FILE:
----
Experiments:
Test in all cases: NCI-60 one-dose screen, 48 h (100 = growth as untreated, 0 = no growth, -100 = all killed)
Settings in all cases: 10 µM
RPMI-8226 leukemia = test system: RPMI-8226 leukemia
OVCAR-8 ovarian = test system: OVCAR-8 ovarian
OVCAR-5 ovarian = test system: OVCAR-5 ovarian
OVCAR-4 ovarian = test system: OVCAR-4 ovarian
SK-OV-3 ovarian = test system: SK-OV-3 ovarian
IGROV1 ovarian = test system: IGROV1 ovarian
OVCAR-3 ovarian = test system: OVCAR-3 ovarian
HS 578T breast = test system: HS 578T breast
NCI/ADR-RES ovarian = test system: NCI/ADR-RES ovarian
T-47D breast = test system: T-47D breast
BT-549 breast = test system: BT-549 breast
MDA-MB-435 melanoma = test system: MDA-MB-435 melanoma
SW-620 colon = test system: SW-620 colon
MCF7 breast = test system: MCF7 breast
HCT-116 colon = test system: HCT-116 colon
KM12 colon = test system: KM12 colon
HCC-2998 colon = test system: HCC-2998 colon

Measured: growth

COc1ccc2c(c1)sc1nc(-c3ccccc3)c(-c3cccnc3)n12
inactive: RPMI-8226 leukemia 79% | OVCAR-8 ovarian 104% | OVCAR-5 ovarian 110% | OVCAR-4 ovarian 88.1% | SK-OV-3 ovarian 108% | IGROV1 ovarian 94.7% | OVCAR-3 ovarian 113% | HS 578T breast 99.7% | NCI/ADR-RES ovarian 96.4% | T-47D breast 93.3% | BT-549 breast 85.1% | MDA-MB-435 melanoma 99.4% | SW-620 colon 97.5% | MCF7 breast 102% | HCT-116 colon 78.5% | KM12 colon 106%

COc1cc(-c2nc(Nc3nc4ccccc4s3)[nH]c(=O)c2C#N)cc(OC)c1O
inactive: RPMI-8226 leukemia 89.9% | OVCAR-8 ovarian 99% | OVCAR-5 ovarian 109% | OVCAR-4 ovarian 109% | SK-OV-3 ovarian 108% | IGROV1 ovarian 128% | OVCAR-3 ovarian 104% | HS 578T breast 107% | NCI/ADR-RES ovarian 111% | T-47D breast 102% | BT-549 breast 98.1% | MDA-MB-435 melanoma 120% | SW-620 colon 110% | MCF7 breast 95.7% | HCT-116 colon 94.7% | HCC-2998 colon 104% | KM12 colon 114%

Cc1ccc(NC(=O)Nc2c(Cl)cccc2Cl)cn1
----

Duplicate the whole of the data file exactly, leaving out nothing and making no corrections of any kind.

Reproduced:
Experiments:
Test in all cases: NCI-60 one-dose screen, 48 h (100 = growth as untreated, 0 = no growth, -100 = all killed)
Settings in all cases: 10 µM
RPMI-8226 leukemia = test system: RPMI-8226 leukemia
OVCAR-8 ovarian = test system: OVCAR-8 ovarian
OVCAR-5 ovarian = test system: OVCAR-5 ovarian
OVCAR-4 ovarian = test system: OVCAR-4 ovarian
SK-OV-3 ovarian = test system: SK-OV-3 ovarian
IGROV1 ovarian = test system: IGROV1 ovarian
OVCAR-3 ovarian = test system: OVCAR-3 ovarian
HS 578T breast = test system: HS 578T breast
NCI/ADR-RES ovarian = test system: NCI/ADR-RES ovarian
T-47D breast = test system: T-47D breast
BT-549 breast = test system: BT-549 breast
MDA-MB-435 melanoma = test system: MDA-MB-435 melanoma
SW-620 colon = test system: SW-620 colon
MCF7 breast = test system: MCF7 breast
HCT-116 colon = test system: HCT-116 colon
KM12 colon = test system: KM12 colon
HCC-2998 colon = test system: HCC-2998 colon

Measured: growth

COc1ccc2c(c1)sc1nc(-c3ccccc3)c(-c3cccnc3)n12
inactive: RPMI-8226 leukemia 79% | OVCAR-8 ovarian 104% | OVCAR-5 ovarian 110% | OVCAR-4 ovarian 88.1% | SK-OV-3 ovarian 108% | IGROV1 ovarian 94.7% | OVCAR-3 ovarian 113% | HS 578T breast 99.7% | NCI/ADR-RES ovarian 96.4% | T-47D breast 93.3% | BT-549 breast 85.1% | MDA-MB-435 melanoma 99.4% | SW-620 colon 97.5% | MCF7 breast 102% | HCT-116 colon 78.5% | KM12 colon 106%

COc1cc(-c2nc(Nc3nc4ccccc4s3)[nH]c(=O)c2C#N)cc(OC)c1O
inactive: RPMI-8226 leukemia 89.9% | OVCAR-8 ovarian 99% | OVCAR-5 ovarian 109% | OVCAR-4 ovarian 109% | SK-OV-3 ovarian 108% | IGROV1 ovarian 128% | OVCAR-3 ovarian 104% | HS 578T breast 107% | NCI/ADR-RES ovarian 111% | T-47D breast 102% | BT-549 breast 98.1% | MDA-MB-435 melanoma 120% | SW-620 colon 110% | MCF7 breast 95.7% | HCT-116 colon 94.7% | HCC-2998 colon 104% | KM12 colon 114%

Cc1ccc(NC(=O)Nc2c(Cl)cccc2Cl)cn1